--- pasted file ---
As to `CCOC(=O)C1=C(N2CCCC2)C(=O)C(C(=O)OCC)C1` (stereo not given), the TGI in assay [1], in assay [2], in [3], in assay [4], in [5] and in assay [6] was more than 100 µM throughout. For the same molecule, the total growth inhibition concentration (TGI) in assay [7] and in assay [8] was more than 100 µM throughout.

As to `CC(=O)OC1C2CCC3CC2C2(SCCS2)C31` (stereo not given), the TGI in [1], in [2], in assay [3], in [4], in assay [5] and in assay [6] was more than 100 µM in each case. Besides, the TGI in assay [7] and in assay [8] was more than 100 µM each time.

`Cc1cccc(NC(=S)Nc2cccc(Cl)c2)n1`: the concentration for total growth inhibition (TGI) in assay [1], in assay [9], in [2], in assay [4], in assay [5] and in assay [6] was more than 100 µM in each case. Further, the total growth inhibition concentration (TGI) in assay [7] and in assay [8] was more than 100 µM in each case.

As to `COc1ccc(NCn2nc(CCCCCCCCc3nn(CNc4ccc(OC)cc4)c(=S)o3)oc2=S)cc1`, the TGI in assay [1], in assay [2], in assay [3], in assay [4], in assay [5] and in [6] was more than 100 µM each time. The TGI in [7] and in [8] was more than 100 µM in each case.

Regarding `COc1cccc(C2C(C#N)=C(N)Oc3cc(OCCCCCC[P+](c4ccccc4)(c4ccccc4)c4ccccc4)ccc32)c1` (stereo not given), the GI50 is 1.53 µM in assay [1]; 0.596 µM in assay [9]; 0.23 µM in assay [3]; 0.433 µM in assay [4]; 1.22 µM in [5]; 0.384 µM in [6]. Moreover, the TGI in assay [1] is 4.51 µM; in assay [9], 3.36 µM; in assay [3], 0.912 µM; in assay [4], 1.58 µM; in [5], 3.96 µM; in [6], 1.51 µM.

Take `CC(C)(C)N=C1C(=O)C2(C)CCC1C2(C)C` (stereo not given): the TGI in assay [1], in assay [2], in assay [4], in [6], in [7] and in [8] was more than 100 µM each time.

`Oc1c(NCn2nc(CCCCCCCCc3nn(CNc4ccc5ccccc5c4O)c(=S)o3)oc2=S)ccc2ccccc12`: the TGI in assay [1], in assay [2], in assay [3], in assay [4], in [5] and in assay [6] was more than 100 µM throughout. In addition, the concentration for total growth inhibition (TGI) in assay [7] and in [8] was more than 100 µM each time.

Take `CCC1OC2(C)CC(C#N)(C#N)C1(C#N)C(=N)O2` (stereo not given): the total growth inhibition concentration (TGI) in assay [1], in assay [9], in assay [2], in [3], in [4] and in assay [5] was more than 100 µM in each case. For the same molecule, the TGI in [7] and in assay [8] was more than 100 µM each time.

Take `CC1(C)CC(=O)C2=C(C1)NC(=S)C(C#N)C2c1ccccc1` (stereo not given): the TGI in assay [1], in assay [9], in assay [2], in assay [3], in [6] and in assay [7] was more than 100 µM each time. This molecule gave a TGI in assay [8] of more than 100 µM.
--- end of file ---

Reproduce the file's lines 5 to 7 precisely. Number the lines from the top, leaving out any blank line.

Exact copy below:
Regarding `COc1cccc(C2C(C#N)=C(N)Oc3cc(OCCCCCC[P+](c4ccccc4)(c4ccccc4)c4ccccc4)ccc32)c1` (stereo not given), the GI50 is 1.53 µM in assay [1]; 0.596 µM in assay [9]; 0.23 µM in assay [3]; 0.433 µM in assay [4]; 1.22 µM in [5]; 0.384 µM in [6]. Moreover, the TGI in assay [1] is 4.51 µM; in assay [9], 3.36 µM; in assay [3], 0.912 µM; in assay [4], 1.58 µM; in [5], 3.96 µM; in [6], 1.51 µM.

Take `CC(C)(C)N=C1C(=O)C2(C)CCC1C2(C)C` (stereo not given): the TGI in assay [1], in assay [2], in assay [4], in [6], in [7] and in [8] was more than 100 µM each time.

`Oc1c(NCn2nc(CCCCCCCCc3nn(CNc4ccc5ccccc5c4O)c(=S)o3)oc2=S)ccc2ccccc12`: the TGI in assay [1], in assay [2], in assay [3], in assay [4], in [5] and in assay [6] was more than 100 µM throughout. In addition, the concentration for total growth inhibition (TGI) in assay [7] and in [8] was more than 100 µM each time.